NOTE: It’s April Fool’s Day, and we’re not allowed to manufacture a page of fake news … but we will offer you this …
Pat Reed’s thick frame crashed into the front door of the dingy all-night internet cafe on Sunset Boulevard like a wayward drunk. Virtually every head turned his way to find the source of the clamor, as he sheepishly blushed, pushing a hand through his mop of stringy straw-colored hair and headed for the information desk.
Reaching into his John Constantine-styled tan trenchcoat (he’d never accept Keanu or his sable stylings as the man from Hellblazer dammit), Pat waited for the gum-chewing goth behind the counter to put down the copy of LA Weekly long enough to do her job.
“Uh, I need a computer,” Pat said, still a little out of breath from missing his bus home. “I gotta check The Comic Reel.”
The goth blew a bubble, which made two equally pink circles in her thick-rimmed glasses, a strange cotton-candy molecule in his vision. “I don’t even know what that means,” she said in a flat tone, pulling one of the mysterious plastic cards from an unseen place beneath the counter, cards that would make the machines leap to life. “Whatever. Station twelve.”
Pat clenched the activation card in his hand like it was Jennifer Garner’s hotel room key or some other impossible treasure and found the computer in question. A battered Dell with a Pentium II, it groaned to life as he rubbed his thick hands together.
Three clicks later he was at Comic Book Resources, searching the page … to find that it hadn’t been updated yet.
“Dammit!” he muttered under his breath, glancing at the computer’s clock. The taskbar dutifully read “8:36 AM,” and after finishing his all-night shift as a security guard for Musicians’ Institute, he was in no mood to be kept from the latest news and rumors.
“Probably had a date again,” came a gravelly voice to Pat’s right. “Sometimes, the guy who does the movie news is late on the news late in the week, especially if he has a date or something. He’s kind of a jackass …”
Pat turned to regard the man — jet black Wayfarer shades on, even in the cafe’s dim illumination, spiky black hair just starting to recede at the corners, a flawless double breasted blue suit over a black silk shirt, and a bushy brown mustache clipped meticulously to not hang over the sides of his lips.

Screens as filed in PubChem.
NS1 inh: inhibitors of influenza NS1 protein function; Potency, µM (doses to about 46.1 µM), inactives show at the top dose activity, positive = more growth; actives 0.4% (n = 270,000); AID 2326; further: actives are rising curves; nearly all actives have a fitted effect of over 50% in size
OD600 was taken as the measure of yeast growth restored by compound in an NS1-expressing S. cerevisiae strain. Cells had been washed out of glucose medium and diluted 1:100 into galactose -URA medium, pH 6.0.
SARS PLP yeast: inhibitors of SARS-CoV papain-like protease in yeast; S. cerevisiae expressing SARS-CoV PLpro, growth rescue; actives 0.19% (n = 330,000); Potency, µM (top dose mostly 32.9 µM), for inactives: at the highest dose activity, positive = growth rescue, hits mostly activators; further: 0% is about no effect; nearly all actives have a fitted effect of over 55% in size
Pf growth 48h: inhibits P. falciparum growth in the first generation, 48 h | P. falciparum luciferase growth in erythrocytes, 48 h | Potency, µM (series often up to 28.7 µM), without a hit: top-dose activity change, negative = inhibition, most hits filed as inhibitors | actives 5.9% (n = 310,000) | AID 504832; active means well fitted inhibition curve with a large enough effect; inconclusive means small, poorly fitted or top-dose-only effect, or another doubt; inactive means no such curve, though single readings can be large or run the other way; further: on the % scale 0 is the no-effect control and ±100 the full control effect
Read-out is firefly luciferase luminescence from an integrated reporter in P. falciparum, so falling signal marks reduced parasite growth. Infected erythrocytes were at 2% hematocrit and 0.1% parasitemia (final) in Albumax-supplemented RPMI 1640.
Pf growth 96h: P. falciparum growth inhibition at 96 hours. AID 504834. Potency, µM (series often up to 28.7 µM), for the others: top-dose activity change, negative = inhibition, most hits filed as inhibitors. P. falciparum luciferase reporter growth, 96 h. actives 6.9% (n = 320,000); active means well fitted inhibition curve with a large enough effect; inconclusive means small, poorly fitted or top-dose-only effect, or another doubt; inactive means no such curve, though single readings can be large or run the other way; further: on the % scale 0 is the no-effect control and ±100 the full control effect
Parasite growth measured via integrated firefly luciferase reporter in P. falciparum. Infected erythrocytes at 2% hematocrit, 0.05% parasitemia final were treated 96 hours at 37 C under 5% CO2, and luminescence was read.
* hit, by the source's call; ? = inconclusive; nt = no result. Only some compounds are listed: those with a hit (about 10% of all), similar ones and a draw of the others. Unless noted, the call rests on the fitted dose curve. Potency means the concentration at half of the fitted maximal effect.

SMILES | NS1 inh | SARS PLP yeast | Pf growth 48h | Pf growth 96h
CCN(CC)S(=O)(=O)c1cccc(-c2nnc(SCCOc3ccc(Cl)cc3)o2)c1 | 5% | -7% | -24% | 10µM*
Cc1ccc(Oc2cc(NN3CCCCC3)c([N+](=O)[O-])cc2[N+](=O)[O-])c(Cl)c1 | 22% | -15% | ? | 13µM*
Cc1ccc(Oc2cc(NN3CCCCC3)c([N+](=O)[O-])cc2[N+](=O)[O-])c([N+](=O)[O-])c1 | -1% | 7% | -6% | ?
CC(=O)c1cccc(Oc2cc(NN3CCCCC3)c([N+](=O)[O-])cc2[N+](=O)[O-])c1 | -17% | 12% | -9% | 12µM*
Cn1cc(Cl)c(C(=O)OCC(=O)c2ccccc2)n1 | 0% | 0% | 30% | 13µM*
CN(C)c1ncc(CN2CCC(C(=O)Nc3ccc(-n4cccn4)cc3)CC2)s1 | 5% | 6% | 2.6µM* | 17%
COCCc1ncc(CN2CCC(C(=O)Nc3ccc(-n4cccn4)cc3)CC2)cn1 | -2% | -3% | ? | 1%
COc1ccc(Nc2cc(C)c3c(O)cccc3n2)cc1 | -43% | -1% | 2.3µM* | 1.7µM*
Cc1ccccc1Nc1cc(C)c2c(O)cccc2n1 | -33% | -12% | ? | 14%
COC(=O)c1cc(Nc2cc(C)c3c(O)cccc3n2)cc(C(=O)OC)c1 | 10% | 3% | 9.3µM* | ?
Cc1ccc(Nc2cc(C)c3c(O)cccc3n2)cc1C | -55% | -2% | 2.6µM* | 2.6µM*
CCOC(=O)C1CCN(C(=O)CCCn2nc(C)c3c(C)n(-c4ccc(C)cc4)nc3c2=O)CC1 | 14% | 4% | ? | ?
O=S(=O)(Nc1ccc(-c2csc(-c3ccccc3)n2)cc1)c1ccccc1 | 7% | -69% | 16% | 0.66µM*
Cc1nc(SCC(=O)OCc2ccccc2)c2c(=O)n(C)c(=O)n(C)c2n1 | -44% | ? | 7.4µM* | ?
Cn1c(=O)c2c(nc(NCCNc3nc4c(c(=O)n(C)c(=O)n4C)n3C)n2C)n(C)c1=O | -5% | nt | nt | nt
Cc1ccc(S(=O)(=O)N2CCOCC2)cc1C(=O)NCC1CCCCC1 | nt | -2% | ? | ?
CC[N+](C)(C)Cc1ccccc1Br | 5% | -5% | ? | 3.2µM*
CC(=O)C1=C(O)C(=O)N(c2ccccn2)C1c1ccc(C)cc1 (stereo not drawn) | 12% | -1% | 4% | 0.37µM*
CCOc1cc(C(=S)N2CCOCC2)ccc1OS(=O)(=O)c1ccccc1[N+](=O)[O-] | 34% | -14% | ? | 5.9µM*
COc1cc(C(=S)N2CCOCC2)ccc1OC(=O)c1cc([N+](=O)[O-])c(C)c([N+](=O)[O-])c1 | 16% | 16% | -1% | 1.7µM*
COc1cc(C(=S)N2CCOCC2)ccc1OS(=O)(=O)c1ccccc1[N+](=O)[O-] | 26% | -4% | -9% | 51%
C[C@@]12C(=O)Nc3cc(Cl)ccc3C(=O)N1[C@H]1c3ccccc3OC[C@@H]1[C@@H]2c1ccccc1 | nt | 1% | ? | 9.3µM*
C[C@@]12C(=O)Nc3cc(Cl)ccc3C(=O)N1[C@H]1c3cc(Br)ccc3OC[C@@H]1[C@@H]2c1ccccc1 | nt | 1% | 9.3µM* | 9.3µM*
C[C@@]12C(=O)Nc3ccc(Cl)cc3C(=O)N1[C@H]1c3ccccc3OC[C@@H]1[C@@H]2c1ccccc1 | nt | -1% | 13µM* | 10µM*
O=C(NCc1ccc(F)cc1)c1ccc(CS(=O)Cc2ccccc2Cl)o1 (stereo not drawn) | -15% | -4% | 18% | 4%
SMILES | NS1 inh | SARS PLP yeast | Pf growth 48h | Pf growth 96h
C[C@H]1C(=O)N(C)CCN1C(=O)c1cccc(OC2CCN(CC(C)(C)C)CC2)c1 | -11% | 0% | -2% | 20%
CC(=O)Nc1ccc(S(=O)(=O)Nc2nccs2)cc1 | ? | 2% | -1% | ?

“Uh … yeah …” Pat said, uninterested. What do I wanna hear from this freak for? he thought to himself.
“I could just tell you what he’s gonna talk about today,” the man continued, never looking away from his monitor, an anachronistic game of Pong keeping his attention. “Since I already know.”
Pat pursed his lips skeptically, deciding to kill time by finding out what kind of comic book the Army was gonna produce. “Sure you do.”
“Well, all right,” the suit said with a shrug. “If you don’t care about how Davie Bowie might be involved with ‘Watchmen,’ you can wait like the rest of the mooks …”
Pat spun and grabbed the man’s arm, causing the digital ball to spin off into nothingness on the Pong game. “What did you just say?”
The man turned slowly and offered a hand. “Jack Tell,” he said evenly. “Nice ta meet ya.”
Slowly, and with some concern, Pat shook Jack’s hand. “Pat Reed,” he returned. “Likewise.”
Jack turned back to his screen and called up a URL Pat didn’t see. Typing furiously, Jack suddenly had CBR on his browser … but it didn’t look like the one on Pat’s screen.
“He’ll have it online in about an hour,” Jack said with a dismissive grunt. “Seems like he was working on some fiction project of his. Bigger pain in the butt on the east coast than it is here …”
“How …” Pat started.
“Not important,” Jack interrupted. “Lessee what we got here … bunch of ‘Watchmen’ stuff …”
“What did you say about Bowie?” Pat asked, starting to get interested in what the strange man had to say. He swiveled his blue chair towards Jack, trying to read over his shoulder.
“Oh,” Jack muttered, clicking and typing faster than Pat could follow. “Yeah, that’s the weirdest … thing … here it is … lemme just call it up on its own, so you can read it …”
Jack rolled his identical blue chair back a bit and turned his monitor towards Pat. The screen was all black, save white type which read …
Recently, CBR News visited the set of the upcoming Darren Aronofsky film “The Fountain” in Montreal. A full report on that set visit is forthcoming, but while we were on the set, we got a chance to sit down with Aronofsky who revealed something somewhat surprising about his previous involvement with the “Watchmen” feature film.
Fans familiar with “Watchmen’s” move from the printed page to silver screen know that Aronofsky was once attached to the feature. Paramount was anxious to get started, but Aronofsky was already deep in to pre-production on “The Fountain.” Aronofsky said, “When it was set-up [Paramount was] really excited and wanted it out summer 2006 and I was like this isnt’ a film you can rush because if you fuck it up, there’s going to be a lot of angry people.” Paramount and Aronofsky went their separate ways once it was clear Aronofsky wasn’t available for the project.